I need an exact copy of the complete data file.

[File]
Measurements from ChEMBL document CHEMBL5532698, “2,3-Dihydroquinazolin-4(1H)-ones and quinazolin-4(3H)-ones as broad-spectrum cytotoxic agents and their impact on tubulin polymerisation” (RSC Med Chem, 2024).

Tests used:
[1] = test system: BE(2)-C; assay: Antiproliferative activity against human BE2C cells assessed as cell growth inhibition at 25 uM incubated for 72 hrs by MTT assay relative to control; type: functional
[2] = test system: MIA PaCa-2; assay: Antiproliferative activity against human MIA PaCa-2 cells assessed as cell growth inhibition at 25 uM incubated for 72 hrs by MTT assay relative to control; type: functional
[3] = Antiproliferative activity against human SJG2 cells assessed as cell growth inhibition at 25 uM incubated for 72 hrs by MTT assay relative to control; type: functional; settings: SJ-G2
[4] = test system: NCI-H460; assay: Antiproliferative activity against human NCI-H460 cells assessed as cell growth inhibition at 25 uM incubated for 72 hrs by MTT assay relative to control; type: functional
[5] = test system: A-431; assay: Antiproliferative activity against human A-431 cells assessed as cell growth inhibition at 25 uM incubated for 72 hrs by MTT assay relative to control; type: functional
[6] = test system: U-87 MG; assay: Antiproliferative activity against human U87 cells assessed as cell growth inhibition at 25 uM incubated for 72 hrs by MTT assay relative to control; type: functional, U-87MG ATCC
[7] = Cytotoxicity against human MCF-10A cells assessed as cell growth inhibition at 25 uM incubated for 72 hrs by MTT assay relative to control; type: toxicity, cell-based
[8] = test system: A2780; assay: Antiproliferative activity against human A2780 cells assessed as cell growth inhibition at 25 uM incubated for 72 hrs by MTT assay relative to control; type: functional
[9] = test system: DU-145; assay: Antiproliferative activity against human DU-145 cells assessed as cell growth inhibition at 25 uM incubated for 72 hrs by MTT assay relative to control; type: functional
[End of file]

Measurements from ChEMBL document CHEMBL5532698, “2,3-Dihydroquinazolin-4(1H)-ones and quinazolin-4(3H)-ones as broad-spectrum cytotoxic agents and their impact on tubulin polymerisation” (RSC Med Chem, 2024).

Tests used:
[1] = test system: BE(2)-C; assay: Antiproliferative activity against human BE2C cells assessed as cell growth inhibition at 25 uM incubated for 72 hrs by MTT assay relative to control; type: functional
[2] = test system: MIA PaCa-2; assay: Antiproliferative activity against human MIA PaCa-2 cells assessed as cell growth inhibition at 25 uM incubated for 72 hrs by MTT assay relative to control; type: functional
[3] = Antiproliferative activity against human SJG2 cells assessed as cell growth inhibition at 25 uM incubated for 72 hrs by MTT assay relative to control; type: functional; settings: SJ-G2
[4] = test system: NCI-H460; assay: Antiproliferative activity against human NCI-H460 cells assessed as cell growth inhibition at 25 uM incubated for 72 hrs by MTT assay relative to control; type: functional
[5] = test system: A-431; assay: Antiproliferative activity against human A-431 cells assessed as cell growth inhibition at 25 uM incubated for 72 hrs by MTT assay relative to control; type: functional
[6] = test system: U-87 MG; assay: Antiproliferative activity against human U87 cells assessed as cell growth inhibition at 25 uM incubated for 72 hrs by MTT assay relative to control; type: functional, U-87MG ATCC
[7] = Cytotoxicity against human MCF-10A cells assessed as cell growth inhibition at 25 uM incubated for 72 hrs by MTT assay relative to control; type: toxicity, cell-based
[8] = test system: A2780; assay: Antiproliferative activity against human A2780 cells assessed as cell growth inhibition at 25 uM incubated for 72 hrs by MTT assay relative to control; type: functional
[9] = test system: DU-145; assay: Antiproliferative activity against human DU-145 cells assessed as cell growth inhibition at 25 uM incubated for 72 hrs by MTT assay relative to control; type: functional